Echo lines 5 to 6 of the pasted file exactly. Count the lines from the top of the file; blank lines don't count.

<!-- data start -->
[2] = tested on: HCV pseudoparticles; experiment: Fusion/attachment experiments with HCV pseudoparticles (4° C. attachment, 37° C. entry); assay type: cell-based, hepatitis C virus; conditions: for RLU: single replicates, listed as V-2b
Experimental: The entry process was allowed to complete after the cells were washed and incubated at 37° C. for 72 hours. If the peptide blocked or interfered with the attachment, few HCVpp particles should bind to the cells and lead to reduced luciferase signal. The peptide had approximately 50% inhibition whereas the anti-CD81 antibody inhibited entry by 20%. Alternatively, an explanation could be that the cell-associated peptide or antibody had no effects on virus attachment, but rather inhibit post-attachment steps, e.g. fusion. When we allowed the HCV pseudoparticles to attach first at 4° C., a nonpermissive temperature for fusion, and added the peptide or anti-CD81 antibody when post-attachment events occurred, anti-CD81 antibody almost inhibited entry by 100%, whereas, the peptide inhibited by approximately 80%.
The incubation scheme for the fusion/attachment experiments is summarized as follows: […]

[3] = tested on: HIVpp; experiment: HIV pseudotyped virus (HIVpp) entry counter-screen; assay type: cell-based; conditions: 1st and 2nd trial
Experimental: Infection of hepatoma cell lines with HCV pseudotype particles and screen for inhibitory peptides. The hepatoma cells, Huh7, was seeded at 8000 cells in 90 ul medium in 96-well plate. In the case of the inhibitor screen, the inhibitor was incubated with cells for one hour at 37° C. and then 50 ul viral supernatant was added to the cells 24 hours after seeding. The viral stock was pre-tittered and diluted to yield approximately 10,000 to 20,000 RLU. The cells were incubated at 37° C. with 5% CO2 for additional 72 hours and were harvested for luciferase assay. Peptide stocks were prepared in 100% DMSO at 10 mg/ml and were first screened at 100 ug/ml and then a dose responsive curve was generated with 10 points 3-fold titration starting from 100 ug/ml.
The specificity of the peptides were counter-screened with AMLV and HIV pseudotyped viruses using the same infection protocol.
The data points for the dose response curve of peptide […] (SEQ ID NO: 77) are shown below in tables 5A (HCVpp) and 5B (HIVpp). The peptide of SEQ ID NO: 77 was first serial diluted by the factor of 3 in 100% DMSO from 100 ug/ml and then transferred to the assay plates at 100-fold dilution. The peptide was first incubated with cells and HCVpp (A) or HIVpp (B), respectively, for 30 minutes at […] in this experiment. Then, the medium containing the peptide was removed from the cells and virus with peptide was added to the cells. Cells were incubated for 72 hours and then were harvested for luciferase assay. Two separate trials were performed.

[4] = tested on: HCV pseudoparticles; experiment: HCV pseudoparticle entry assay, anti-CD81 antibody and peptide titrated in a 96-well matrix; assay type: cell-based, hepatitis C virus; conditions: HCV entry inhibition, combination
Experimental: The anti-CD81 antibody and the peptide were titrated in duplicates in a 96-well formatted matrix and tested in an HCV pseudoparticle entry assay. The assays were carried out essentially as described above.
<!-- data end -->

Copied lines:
Experimental: Infection of hepatoma cell lines with HCV pseudotype particles and screen for inhibitory peptides. The hepatoma cells, Huh7, was seeded at 8000 cells in 90 ul medium in 96-well plate. In the case of the inhibitor screen, the inhibitor was incubated with cells for one hour at 37° C. and then 50 ul viral supernatant was added to the cells 24 hours after seeding. The viral stock was pre-tittered and diluted to yield approximately 10,000 to 20,000 RLU. The cells were incubated at 37° C. with 5% CO2 for additional 72 hours and were harvested for luciferase assay. Peptide stocks were prepared in 100% DMSO at 10 mg/ml and were first screened at 100 ug/ml and then a dose responsive curve was generated with 10 points 3-fold titration starting from 100 ug/ml.
The specificity of the peptides were counter-screened with AMLV and HIV pseudotyped viruses using the same infection protocol.